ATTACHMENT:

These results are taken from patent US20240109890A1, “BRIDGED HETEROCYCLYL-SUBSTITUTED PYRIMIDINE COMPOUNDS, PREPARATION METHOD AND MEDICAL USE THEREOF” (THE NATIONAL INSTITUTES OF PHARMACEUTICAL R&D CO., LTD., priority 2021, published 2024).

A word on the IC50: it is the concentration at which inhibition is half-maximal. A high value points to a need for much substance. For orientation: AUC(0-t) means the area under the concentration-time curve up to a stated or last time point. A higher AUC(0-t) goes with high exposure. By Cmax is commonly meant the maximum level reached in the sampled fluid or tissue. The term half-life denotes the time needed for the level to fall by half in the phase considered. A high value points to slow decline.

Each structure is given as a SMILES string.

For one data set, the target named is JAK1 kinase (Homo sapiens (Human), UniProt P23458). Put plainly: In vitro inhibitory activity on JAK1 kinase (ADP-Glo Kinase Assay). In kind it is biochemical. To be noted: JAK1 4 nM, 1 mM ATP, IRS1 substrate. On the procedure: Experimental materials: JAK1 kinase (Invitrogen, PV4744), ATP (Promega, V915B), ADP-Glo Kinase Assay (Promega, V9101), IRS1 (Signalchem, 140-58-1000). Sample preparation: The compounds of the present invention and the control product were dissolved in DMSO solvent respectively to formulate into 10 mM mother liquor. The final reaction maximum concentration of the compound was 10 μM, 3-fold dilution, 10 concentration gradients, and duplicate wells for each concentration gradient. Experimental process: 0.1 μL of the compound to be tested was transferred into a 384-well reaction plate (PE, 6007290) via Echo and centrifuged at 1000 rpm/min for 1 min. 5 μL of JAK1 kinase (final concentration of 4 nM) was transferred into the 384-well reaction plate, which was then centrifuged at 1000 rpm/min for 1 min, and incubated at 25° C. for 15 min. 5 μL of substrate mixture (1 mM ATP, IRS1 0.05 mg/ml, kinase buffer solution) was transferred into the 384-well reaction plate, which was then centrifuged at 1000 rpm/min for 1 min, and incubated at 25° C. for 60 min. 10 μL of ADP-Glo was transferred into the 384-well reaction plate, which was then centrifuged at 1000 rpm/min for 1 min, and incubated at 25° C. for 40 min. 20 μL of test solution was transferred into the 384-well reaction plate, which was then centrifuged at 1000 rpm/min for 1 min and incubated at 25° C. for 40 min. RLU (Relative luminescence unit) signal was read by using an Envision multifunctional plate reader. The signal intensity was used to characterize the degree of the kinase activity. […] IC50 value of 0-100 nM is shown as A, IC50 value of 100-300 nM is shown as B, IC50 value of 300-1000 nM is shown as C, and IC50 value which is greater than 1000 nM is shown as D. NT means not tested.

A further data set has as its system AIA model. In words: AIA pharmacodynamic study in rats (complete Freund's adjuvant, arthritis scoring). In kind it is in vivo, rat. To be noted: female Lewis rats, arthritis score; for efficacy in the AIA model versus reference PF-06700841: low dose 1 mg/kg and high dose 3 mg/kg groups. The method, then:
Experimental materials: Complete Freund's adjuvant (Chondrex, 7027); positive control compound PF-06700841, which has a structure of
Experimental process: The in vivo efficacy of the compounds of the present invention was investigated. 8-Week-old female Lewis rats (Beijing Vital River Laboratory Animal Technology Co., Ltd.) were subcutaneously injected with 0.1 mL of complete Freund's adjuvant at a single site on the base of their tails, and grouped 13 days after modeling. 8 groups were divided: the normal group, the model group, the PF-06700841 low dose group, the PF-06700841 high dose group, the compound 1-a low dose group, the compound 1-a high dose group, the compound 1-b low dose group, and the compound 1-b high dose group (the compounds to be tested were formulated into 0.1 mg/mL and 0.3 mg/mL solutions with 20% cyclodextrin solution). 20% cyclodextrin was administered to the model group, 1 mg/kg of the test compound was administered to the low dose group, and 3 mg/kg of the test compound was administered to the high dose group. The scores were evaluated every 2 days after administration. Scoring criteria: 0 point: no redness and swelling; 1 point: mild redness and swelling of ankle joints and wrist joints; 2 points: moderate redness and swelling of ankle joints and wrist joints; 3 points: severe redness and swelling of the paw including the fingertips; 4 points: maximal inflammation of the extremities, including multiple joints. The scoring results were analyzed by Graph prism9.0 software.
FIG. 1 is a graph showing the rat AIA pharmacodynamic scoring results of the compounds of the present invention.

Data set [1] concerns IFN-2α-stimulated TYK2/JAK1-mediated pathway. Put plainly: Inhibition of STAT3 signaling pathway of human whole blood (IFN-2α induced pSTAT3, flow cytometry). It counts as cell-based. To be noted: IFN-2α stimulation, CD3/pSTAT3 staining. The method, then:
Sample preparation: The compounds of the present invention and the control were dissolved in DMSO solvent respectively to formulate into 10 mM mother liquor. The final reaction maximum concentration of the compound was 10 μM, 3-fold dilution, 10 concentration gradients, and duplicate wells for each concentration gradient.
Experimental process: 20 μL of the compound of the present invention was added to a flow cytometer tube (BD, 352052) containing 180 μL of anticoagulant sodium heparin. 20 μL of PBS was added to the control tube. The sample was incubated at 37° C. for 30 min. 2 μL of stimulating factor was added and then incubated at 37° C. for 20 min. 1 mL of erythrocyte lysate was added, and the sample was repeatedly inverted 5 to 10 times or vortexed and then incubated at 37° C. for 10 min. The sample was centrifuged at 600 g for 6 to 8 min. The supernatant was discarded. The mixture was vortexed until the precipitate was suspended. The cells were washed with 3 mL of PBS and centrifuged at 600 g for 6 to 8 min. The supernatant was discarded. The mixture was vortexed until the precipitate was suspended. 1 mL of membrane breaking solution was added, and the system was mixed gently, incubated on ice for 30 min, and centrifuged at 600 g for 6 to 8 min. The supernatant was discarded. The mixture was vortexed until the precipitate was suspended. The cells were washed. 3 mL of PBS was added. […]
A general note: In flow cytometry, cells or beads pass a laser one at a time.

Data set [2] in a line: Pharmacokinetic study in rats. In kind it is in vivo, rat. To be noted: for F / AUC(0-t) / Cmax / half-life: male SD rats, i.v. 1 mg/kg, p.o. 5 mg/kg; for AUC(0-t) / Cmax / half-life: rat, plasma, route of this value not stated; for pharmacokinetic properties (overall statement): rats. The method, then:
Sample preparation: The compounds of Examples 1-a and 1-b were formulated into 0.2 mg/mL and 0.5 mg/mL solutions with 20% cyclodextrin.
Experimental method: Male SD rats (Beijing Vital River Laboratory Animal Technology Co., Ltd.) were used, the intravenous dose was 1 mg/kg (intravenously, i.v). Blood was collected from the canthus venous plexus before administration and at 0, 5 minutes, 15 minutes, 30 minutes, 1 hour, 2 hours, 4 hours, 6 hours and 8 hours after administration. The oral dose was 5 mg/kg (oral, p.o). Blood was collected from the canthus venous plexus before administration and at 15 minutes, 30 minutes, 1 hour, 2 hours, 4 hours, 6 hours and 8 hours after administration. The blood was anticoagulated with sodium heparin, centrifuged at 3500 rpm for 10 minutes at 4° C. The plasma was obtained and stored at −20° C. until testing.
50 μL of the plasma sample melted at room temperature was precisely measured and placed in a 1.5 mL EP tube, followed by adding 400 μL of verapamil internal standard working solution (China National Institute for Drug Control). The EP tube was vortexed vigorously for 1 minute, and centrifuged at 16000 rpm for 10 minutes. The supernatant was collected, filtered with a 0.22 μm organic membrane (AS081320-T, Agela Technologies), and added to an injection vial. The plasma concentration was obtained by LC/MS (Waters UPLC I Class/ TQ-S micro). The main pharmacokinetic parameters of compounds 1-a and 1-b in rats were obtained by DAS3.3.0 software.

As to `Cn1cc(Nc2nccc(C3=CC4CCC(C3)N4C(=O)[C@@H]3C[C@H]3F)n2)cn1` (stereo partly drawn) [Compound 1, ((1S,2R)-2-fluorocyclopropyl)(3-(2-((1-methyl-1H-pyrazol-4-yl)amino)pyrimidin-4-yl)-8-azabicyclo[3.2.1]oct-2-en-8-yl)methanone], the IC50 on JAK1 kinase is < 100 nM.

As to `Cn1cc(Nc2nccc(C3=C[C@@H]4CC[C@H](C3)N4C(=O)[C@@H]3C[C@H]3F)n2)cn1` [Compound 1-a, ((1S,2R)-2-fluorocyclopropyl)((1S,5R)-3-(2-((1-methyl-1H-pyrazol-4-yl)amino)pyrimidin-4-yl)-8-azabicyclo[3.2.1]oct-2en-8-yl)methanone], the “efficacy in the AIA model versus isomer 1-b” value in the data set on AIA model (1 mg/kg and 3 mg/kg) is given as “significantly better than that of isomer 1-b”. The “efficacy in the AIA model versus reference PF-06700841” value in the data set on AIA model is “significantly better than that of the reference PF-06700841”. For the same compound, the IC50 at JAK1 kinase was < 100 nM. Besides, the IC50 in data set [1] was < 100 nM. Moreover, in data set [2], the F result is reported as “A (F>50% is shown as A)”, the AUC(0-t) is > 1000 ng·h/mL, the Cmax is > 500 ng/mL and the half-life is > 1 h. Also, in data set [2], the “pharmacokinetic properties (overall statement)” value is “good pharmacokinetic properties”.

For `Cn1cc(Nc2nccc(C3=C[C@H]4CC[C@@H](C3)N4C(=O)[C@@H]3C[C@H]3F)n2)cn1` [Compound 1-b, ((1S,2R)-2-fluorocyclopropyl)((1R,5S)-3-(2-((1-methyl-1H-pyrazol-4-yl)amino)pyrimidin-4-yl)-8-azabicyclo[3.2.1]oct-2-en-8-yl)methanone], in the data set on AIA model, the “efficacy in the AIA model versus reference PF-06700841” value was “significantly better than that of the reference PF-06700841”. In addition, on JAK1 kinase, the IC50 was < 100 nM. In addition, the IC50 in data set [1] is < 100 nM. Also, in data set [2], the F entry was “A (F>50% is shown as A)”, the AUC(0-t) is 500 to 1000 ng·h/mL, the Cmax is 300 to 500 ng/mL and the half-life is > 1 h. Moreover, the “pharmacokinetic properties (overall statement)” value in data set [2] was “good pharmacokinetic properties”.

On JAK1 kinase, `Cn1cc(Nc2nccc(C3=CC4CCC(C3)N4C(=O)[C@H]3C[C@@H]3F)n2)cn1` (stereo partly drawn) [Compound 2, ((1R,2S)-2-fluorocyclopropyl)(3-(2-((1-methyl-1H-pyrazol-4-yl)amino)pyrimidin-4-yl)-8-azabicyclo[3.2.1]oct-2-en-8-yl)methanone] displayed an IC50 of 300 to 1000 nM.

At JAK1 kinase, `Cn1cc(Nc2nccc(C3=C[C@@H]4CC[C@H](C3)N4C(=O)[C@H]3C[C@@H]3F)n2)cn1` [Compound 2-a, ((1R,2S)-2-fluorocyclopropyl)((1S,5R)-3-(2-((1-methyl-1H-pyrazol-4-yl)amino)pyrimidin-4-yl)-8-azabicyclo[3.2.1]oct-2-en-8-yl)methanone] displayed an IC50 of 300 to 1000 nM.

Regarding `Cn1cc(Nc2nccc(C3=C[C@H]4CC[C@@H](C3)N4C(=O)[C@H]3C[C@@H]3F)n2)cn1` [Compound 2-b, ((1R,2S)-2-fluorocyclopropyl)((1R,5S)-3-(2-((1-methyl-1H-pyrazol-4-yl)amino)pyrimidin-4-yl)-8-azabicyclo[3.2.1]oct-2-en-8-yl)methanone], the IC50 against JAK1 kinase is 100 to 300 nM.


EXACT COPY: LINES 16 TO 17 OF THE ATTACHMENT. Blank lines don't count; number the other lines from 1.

50 μL of the plasma sample melted at room temperature was precisely measured and placed in a 1.5 mL EP tube, followed by adding 400 μL of verapamil internal standard working solution (China National Institute for Drug Control). The EP tube was vortexed vigorously for 1 minute, and centrifuged at 16000 rpm for 10 minutes. The supernatant was collected, filtered with a 0.22 μm organic membrane (AS081320-T, Agela Technologies), and added to an injection vial. The plasma concentration was obtained by LC/MS (Waters UPLC I Class/ TQ-S micro). The main pharmacokinetic parameters of compounds 1-a and 1-b in rats were obtained by DAS3.3.0 software.

As to `Cn1cc(Nc2nccc(C3=CC4CCC(C3)N4C(=O)[C@@H]3C[C@H]3F)n2)cn1` (stereo partly drawn) [Compound 1, ((1S,2R)-2-fluorocyclopropyl)(3-(2-((1-methyl-1H-pyrazol-4-yl)amino)pyrimidin-4-yl)-8-azabicyclo[3.2.1]oct-2-en-8-yl)methanone], the IC50 on JAK1 kinase is < 100 nM.